LD 965 approved by a majority of Labor committee in final work session
At what was likely to be its last work session of 2022, the Joint Standing Committee on Labor went out the same way it has operated for most of the past two years – divided along party lines on controversial workplace legislation.
With majority Democrats approving, and minority Republicans opposing the proposal, the committee approved passage of LD 965, An Act Concerning Nondisclosure Agreements in Employment. Previously introduced during the 129th Legislature, the proposal was defeated on the appropriations table when that session abruptly ended due to the onset of the coronavirus pandemic.
Sponsored this session by Rep. Thom Harnett (D-Gardiner), LD 965 will significantly restrict the right of an employer to use non-disclosure agreements (NDA), both with prospective employees at time of hire and in cases where settlements for discrimination claims contain an NDA – unless the aggrieved party agreed to the NDA as part of the settlement. However even in those select cases, the bill goes on to render most NDAs as unenforceable, because they cannot limit a victim’s right to provide testimony or statements to the Maine Human Rights Commission or the Maine Department of Labor.
LD 965 is built on the assumption that non-disclosure agreements are problematic: hiding, and therefore implicitly encouraging, bad behavior. To be clear, the Maine State Chamber is resolute in its commitment to ending illegal employment discrimination of all kinds in Maine, and we have in fact consistently supported legislation that seeks to do just that. With illegal employment discrimination, there is no ambiguity; it needs to be outlawed and stopped. The merits, or lack thereof, of non-disclosure agreements, however, are more ambiguous and complicated.
Maine employers and employees operate in a different sphere for the most part, and often the NDA is a reasonable tool for reaching a compromise and resolving differences – a highly valued policy goal in almost every setting. Not all claims are clear cut, and there can be behavior issues or work performance shortcomings on the part of the employee, the supervisor, or even a co-worker who is not part of the claim. Perspectives on what happened can be honestly different. In our testimony before the committee in 2021, the Maine State Chamber asked the committee if it was appropriate public policy for the legislature to be creating impediments to legitimate dispute resolution.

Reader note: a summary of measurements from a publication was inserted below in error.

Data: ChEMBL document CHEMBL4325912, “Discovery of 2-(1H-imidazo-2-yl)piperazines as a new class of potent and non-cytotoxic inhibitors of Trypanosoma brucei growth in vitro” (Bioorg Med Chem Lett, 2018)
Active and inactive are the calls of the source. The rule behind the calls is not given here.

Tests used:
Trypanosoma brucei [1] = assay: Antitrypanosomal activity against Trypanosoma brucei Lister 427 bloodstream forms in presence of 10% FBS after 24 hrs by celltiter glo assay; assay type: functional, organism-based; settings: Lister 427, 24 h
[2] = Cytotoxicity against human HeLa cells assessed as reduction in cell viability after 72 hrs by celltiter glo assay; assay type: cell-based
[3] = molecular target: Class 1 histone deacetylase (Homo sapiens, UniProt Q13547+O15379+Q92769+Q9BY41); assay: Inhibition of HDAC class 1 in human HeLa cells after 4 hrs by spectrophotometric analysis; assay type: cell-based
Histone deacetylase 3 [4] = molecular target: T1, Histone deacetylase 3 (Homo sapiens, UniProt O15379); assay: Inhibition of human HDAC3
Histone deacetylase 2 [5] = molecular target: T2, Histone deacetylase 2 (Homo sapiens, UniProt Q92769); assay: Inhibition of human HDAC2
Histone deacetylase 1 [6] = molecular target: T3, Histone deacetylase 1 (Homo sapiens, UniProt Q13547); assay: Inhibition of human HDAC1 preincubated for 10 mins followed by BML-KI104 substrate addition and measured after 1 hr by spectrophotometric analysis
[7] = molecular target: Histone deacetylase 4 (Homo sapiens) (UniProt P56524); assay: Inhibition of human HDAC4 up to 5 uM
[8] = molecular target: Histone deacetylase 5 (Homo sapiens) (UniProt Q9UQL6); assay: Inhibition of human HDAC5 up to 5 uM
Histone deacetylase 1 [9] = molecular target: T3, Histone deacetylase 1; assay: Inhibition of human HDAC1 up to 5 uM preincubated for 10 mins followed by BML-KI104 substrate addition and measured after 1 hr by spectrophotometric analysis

Dispute resolution is a good thing, and it is easier to resolve matters, often for everyone, if there is confidentiality. Without resolution, the parties continue to be adverse, costs for both sides rise, and the company often cannot take corrective measures for fear of incriminating itself. Frequently, the company wants to implement discipline on the supervisor or alleged wrongdoer but is concerned that its corrective action will give rise to a claim. The bottom line is that passage of LD 965 will result in the elongation of claims, litigation, and costs to both parties. This serves neither side well.
The Maine State Chamber opposed this bill more than three years ago when it was first introduced, and we remain opposed to it today. As drafted, the net effect would be to end the use of NDAs in the workplace. Once again, while some might hail this as something positive, NDAs have a role in protecting not only the privacy of the business, but also of the victim of discrimination as well. If a business cannot rely on an agreed upon NDA as part of a settlement, then why should they settle any claim?
These concerns must have resonated with Governor Janet Mills. Before the bill died on the table in 2020, it had already passed in both the House and Senate. Upon its arrival on the Governor’s desk, she had it recalled. This session, the bill has languished until the committee’s deadline for making a final decision on its fate. It is our understanding that the Governor remains very concerned about the bill as it currently stands.
As indicated, the Maine State Chamber remains opposed to LD 965 as it is currently drafted. We will be following the progress of LD 965 as it makes its way through the remainder of the legislative process. For additional information or questions, please contact Peter Gore, executive vice president, by calling (207) 623-4568, ext. 107, or by emailing email@example.com.